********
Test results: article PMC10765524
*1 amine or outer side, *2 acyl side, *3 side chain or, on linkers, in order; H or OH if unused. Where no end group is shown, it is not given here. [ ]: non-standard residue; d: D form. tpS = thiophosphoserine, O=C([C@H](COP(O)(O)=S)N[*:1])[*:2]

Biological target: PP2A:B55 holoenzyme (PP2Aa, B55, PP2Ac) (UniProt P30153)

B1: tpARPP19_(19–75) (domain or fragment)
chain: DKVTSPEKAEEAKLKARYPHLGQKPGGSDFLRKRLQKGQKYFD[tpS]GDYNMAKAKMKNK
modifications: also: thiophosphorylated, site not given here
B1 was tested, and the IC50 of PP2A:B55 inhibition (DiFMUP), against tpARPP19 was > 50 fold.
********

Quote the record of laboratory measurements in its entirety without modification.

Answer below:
Test results: article PMC10765524
*1 amine or outer side, *2 acyl side, *3 side chain or, on linkers, in order; H or OH if unused. Where no end group is shown, it is not given here. [ ]: non-standard residue; d: D form. tpS = thiophosphoserine, O=C([C@H](COP(O)(O)=S)N[*:1])[*:2]

Biological target: PP2A:B55 holoenzyme (PP2Aa, B55, PP2Ac) (UniProt P30153)

B1: tpARPP19_(19–75) (domain or fragment)
chain: DKVTSPEKAEEAKLKARYPHLGQKPGGSDFLRKRLQKGQKYFD[tpS]GDYNMAKAKMKNK
modifications: also: thiophosphorylated, site not given here
B1 was tested, and the IC50 of PP2A:B55 inhibition (DiFMUP), against tpARPP19 was > 50 fold.